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      12-24-2019, 10:56 AM   #1
hansomatic
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The CrankHub Counterpoint

I will be installing a keyed CrankHub when my warranty expires. This seems like a pretty simple fix for BMW to implement in current production. I'm thinking there must be a reason they haven't done so. ///M Engineers must have a counterpoint (to locking the crank hub) that goes beyond 'because the don't wanna spend the money'.

Anyone know what that reason may be?

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      12-24-2019, 12:01 PM   #2
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Quote:
Originally Posted by hansomatic View Post
I will be installing a keyed CrankHub when my warranty expires. This seems like a pretty simple fix for BMW to implement in current production. I'm thinking there must be a reason they haven't done so. ///M Engineers must have a counterpoint (to locking the crank hub) that goes beyond 'because the don't wanna spend the money'.

Anyone know what that reason may be?

It's not that simple, you have to rebalance the rotating assembly would be my guess.
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      12-24-2019, 01:59 PM   #3
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Likely the cost of slipped "warranty" crankhubs is less than it would cost to do a recall. Can't blame them for not offering a fix on what is likely less than 1% of cars which are affected. Obviously higher mileage and higher output power potentially increases the likelihood of the issue...but like all the vanols bolts/vanos exhaust hub tabs breaking/subframe/rodbearings/etc... of the past generations...the crank hub being the only achilles heel to the S55 is a relatively easy fix. I'm glad I did it preventatively since I plan to keep the car for a very long time.
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      12-24-2019, 09:22 PM   #4
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Quote:
Originally Posted by Commanderwiggin View Post
Likely the cost of slipped "warranty" crankhubs is less than it would cost to do a recall. Can't blame them for not offering a fix on what is likely less than 1% of cars which are affected. Obviously higher mileage and higher output power potentially increases the likelihood of the issue...but like all the vanols bolts/vanos exhaust hub tabs breaking/subframe/rodbearings/etc... of the past generations...the crank hub being the only achilles heel to the S55 is a relatively easy fix. I'm glad I did it preventatively since I plan to keep the car for a very long time.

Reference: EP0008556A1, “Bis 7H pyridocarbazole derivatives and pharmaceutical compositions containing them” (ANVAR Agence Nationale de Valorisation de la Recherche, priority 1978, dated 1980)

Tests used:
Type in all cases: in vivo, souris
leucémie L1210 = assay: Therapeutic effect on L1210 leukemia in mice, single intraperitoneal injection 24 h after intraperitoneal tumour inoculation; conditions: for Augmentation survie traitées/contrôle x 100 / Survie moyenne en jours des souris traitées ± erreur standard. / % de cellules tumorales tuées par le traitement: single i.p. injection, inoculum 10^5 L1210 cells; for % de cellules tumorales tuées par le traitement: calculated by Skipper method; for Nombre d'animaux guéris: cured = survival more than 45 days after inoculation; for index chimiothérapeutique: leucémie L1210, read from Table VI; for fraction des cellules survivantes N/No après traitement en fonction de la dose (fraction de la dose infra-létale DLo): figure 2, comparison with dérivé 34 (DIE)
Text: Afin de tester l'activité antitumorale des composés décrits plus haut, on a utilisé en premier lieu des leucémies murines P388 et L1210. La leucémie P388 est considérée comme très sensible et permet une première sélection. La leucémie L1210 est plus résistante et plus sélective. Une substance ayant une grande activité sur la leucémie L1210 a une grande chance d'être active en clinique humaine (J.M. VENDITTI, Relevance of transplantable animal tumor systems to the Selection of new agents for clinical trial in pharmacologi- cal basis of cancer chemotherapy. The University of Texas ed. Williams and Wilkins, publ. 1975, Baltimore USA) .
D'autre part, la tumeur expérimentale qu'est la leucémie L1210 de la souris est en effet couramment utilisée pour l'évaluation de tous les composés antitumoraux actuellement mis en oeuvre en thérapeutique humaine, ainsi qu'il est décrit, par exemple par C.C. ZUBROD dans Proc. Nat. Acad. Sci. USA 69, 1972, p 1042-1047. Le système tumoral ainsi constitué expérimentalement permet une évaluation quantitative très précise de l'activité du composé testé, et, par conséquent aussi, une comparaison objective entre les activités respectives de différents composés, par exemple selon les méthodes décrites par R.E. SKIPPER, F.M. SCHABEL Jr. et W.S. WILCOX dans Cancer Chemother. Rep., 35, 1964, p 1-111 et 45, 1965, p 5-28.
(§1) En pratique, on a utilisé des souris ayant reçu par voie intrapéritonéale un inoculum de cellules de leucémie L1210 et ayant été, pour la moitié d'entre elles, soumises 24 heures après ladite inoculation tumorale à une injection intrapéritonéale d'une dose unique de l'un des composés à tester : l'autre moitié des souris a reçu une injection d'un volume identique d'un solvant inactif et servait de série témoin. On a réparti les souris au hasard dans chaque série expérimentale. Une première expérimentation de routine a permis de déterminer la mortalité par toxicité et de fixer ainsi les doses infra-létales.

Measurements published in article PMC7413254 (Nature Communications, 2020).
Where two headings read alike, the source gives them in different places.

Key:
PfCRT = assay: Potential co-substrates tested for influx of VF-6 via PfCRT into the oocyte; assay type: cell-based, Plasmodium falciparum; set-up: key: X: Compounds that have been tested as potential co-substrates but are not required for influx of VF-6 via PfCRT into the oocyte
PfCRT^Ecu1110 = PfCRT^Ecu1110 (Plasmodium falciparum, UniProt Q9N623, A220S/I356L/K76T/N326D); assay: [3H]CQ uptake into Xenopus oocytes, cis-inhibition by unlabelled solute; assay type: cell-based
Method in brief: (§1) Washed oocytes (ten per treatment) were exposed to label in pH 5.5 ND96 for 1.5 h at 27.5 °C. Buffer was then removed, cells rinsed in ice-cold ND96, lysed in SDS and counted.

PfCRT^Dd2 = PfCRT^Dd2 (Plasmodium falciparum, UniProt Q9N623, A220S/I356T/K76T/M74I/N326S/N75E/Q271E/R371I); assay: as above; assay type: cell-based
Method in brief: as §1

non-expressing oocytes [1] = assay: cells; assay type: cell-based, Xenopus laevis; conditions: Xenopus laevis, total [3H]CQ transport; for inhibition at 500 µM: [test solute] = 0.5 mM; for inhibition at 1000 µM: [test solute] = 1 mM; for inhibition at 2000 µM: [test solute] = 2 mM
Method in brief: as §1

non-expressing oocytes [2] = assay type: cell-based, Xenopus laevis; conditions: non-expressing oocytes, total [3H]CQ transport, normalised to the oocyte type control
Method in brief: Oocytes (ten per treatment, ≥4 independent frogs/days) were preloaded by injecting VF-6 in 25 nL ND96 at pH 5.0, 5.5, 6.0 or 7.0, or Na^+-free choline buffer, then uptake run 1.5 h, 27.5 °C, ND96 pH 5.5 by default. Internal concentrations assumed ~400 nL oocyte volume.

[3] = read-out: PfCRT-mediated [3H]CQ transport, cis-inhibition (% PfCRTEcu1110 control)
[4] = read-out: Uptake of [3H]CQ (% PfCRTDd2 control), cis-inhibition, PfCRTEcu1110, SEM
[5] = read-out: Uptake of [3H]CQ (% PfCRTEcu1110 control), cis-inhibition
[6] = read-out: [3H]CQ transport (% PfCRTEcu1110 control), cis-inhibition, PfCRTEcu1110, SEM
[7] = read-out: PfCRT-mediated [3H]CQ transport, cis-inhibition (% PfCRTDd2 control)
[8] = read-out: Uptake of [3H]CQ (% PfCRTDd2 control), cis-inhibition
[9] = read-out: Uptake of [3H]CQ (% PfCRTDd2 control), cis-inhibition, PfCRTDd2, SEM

Recalling vehicles already in the field may be very expensive, but making a change to the production of engines going forward would likely have very little cost impact to BMW unless the “fix” somehow wrecked havoc to their production line. If simply revising a part or tweaking a process could avoid replacing engines, why wouldn’t BMW do it? I’ll offer three possibilities:

1. They may have determined this problem is very unlikely at stock power level and the minimal cost to address the issue actually exceeds the cost of expected failures for stock cars.
2. Perhaps it’s very expensive for BMW to incorporate a fix to this issue (seems unlikely). Even though failures may be common, the cost of fixing again exceeds the expected warranty cost.
3. Maybe the design serves another purpose such as safeguarding another part of the powertrain.

I don’t think anyone, other than a BMW engineer, can say for sure what the reason is for not fixing it is. I’m of the opinion this is all a bit overblown for folks running near stock power levels and I think scenario 1 and/or 3 are the most likely. Unless you are tuning the engine well beyond CS power, I would be very hesitant to make a “fix” without completely understanding whether there is a reason for the design to begin with. Unfortunately, OP, I don’t believe anyone is going to be able to say for sure. One thing is for sure, there is A LOT of marketing on this forum to sell you a “fix”.
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